build date: 29 March 1961
chassis number: 115378
original colour: Metallic Silver
engine number: 96019 (now 95112)
engine type: 4-cam Typ 692/3A
- extremely rare factory GT version of the four-cam Carrera
- raced in period at the Macau Grand Prix
- restored by Serratini, Hloch and Reinbacher
- extensively prepared for racing and events by Prill Porsche Classics
- the only known right hand drive example left in existence (of 3 made)
The Porsche 356 Carrera GT model first emerged in 1955, with Porsche installing its high performance, four-cam “Carrera” racing engine in the small 356 production car. The 1960 / 61 Carrera GT version of the 356 B featured multiple detail modifications from the standard road car.
To save weight, the doors, engine lid and bonnet were made from aluminium rather than steel and the side windows were Plexiglass. The suspension was modified, the front brakes were larger, twin front oil-coolers were fitted and the wheels had aluminium rims rivetted to steel centres. The four-cam engine had been evolved in both its design and capacity and offered 135 hp from its 1,600cc.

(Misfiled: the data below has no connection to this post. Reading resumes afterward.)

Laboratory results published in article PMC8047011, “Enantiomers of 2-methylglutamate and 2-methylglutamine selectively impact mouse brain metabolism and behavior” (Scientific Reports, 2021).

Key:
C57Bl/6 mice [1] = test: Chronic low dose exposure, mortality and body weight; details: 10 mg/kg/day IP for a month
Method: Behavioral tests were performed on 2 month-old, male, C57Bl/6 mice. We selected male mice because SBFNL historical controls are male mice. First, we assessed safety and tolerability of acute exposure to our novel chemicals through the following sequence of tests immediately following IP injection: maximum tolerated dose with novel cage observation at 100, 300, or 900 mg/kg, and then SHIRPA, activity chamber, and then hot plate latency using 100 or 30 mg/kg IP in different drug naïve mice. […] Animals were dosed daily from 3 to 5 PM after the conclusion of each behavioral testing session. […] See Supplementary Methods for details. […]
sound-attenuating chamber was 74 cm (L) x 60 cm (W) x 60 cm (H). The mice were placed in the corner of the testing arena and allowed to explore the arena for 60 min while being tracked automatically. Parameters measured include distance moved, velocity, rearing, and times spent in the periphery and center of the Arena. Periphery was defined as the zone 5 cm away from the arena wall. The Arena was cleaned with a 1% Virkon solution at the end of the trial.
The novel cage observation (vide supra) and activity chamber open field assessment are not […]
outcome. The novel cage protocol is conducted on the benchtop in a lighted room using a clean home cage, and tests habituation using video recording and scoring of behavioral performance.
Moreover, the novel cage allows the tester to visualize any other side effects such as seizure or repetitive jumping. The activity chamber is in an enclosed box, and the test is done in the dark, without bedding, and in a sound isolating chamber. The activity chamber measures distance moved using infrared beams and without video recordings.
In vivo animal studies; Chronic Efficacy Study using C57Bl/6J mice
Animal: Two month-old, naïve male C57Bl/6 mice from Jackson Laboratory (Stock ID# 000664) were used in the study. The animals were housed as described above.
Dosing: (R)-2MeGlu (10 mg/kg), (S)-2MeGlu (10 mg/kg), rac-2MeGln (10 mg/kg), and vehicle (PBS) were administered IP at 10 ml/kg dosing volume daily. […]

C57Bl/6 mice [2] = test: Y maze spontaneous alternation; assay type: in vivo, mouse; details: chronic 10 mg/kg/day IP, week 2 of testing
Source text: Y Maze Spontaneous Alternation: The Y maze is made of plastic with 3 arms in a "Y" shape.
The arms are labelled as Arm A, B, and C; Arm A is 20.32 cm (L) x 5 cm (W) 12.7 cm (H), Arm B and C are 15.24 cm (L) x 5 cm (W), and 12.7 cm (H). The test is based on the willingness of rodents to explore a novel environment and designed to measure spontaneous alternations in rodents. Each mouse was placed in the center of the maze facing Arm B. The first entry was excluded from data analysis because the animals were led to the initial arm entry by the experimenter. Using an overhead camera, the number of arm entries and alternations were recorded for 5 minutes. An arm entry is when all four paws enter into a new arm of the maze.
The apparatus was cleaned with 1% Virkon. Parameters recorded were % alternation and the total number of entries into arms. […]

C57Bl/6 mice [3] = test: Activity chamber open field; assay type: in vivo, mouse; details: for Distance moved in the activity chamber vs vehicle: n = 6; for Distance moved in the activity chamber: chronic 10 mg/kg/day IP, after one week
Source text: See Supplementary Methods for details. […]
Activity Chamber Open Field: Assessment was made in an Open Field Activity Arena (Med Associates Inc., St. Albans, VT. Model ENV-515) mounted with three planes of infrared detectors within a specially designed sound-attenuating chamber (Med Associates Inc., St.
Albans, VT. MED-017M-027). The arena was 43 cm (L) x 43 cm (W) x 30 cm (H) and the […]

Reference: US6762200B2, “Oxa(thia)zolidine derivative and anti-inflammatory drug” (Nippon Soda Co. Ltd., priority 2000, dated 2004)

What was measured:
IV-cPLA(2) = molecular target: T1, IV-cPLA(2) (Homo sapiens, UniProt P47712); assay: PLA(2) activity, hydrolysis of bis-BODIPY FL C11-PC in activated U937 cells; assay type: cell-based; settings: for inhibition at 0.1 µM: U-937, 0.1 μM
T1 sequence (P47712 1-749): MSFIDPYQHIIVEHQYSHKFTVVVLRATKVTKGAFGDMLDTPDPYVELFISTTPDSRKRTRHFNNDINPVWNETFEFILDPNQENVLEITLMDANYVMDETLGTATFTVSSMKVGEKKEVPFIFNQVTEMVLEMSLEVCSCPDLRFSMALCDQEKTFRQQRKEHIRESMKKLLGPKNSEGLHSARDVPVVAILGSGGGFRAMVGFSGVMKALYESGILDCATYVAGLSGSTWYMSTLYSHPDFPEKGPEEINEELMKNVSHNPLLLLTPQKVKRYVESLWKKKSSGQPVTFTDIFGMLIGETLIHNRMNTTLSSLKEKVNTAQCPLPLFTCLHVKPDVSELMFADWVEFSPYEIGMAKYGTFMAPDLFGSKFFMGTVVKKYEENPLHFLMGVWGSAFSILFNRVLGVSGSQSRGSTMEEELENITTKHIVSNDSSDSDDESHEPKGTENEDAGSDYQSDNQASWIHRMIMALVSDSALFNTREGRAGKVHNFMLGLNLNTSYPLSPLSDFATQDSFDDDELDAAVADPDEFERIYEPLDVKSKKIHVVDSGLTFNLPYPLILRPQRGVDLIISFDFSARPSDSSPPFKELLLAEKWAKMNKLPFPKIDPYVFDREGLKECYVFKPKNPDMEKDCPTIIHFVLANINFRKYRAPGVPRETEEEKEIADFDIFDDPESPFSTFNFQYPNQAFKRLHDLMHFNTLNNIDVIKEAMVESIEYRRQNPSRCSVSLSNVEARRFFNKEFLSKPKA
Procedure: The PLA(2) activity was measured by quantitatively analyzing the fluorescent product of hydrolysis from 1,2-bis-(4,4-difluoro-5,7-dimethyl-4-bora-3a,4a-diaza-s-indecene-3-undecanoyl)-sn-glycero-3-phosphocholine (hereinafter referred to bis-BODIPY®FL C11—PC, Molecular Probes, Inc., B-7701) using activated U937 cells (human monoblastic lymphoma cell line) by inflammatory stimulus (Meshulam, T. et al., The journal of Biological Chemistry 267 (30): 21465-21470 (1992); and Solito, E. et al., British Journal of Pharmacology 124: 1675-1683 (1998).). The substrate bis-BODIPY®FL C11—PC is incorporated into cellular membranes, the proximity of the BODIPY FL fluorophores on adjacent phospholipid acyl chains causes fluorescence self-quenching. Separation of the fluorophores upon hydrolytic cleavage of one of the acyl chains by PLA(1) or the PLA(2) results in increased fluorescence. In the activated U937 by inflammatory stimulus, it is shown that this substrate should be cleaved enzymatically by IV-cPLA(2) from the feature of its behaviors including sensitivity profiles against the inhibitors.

Chassis 115378 is one of 40 T5 Carrera GTs made by Porsche and left the factory in March 1961. It is one of only three made in right hand drive.
The car was sold by Hong Kong Porsche importer Jebsen & Co to its first owner Mr. David Luk. The car was raced at the 1961 Macau Grand Prix, which at the time was a three hour Formula Libre event that allowed a wide range of cars to compete. It was driven by Heinz Gosslar, a Jebsen employee, to 3rd place behind a Lotus 15 and a Jaguar E-Type.
After the Macau GP, the car was purchased by Dr. Henry Lee, a Hong Kong resident, who owned the car for four years and competed with it in several local races. In 1965 he sold the car and the next owner had a new 1,600cc SC pushrod motor installed by Jebsen.
The car was discovered in Hong Kong by its last owner in 1993 and restoration began in earnest in 2004 at Carrozeria Tiziano Serratini of Bologna, famed for their work on 356s. The car was built up by Arno Reinbacher in Austria in the spirit of its Macau appearance (without bumpers) and sold by Sports Purpose in that form in 2020.
The car was then developed by the current owners in conjunction with early Porsche specialist Prill Porsche Classics at a cost in excess of £100,000, including the build of a full race push rod engine. The car competed in the Sir Stirling Moss Trophy at the Goodwood Revival in 2021, acquitting itself well.